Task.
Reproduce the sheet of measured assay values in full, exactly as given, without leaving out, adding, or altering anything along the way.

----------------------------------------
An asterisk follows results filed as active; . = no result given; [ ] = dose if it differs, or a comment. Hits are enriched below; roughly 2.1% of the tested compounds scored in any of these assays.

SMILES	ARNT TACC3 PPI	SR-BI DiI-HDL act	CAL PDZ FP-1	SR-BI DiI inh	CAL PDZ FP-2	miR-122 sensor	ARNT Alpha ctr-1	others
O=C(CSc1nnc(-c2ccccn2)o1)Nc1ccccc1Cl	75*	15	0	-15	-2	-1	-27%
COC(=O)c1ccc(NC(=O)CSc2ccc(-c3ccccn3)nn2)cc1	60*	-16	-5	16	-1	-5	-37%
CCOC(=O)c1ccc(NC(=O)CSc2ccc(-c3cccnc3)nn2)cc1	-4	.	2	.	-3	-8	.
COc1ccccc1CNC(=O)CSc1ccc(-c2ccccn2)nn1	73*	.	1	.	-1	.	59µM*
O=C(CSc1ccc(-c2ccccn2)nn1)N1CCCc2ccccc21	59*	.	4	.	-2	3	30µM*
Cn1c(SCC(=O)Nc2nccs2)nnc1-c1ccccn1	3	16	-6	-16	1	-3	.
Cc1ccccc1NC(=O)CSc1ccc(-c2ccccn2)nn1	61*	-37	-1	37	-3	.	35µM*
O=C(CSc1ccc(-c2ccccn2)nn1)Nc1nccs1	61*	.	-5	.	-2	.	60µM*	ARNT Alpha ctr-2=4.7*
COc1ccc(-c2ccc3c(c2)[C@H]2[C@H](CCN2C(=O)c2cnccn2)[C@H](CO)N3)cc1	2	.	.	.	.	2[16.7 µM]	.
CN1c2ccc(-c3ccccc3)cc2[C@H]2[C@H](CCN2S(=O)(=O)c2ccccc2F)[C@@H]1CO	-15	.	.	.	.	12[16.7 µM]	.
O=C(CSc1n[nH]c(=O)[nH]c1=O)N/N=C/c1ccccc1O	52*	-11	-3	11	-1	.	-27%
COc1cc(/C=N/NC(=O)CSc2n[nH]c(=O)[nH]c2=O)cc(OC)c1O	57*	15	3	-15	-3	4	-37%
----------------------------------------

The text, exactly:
An asterisk follows results filed as active; . = no result given; [ ] = dose if it differs, or a comment. Hits are enriched below; roughly 2.1% of the tested compounds scored in any of these assays.

SMILES	ARNT TACC3 PPI	SR-BI DiI-HDL act	CAL PDZ FP-1	SR-BI DiI inh	CAL PDZ FP-2	miR-122 sensor	ARNT Alpha ctr-1	others
O=C(CSc1nnc(-c2ccccn2)o1)Nc1ccccc1Cl	75*	15	0	-15	-2	-1	-27%
COC(=O)c1ccc(NC(=O)CSc2ccc(-c3ccccn3)nn2)cc1	60*	-16	-5	16	-1	-5	-37%
CCOC(=O)c1ccc(NC(=O)CSc2ccc(-c3cccnc3)nn2)cc1	-4	.	2	.	-3	-8	.
COc1ccccc1CNC(=O)CSc1ccc(-c2ccccn2)nn1	73*	.	1	.	-1	.	59µM*
O=C(CSc1ccc(-c2ccccn2)nn1)N1CCCc2ccccc21	59*	.	4	.	-2	3	30µM*
Cn1c(SCC(=O)Nc2nccs2)nnc1-c1ccccn1	3	16	-6	-16	1	-3	.
Cc1ccccc1NC(=O)CSc1ccc(-c2ccccn2)nn1	61*	-37	-1	37	-3	.	35µM*
O=C(CSc1ccc(-c2ccccn2)nn1)Nc1nccs1	61*	.	-5	.	-2	.	60µM*	ARNT Alpha ctr-2=4.7*
COc1ccc(-c2ccc3c(c2)[C@H]2[C@H](CCN2C(=O)c2cnccn2)[C@H](CO)N3)cc1	2	.	.	.	.	2[16.7 µM]	.
CN1c2ccc(-c3ccccc3)cc2[C@H]2[C@H](CCN2S(=O)(=O)c2ccccc2F)[C@@H]1CO	-15	.	.	.	.	12[16.7 µM]	.
O=C(CSc1n[nH]c(=O)[nH]c1=O)N/N=C/c1ccccc1O	52*	-11	-3	11	-1	.	-27%
COc1cc(/C=N/NC(=O)CSc2n[nH]c(=O)[nH]c2=O)cc(OC)c1O	57*	15	3	-15	-3	4	-37%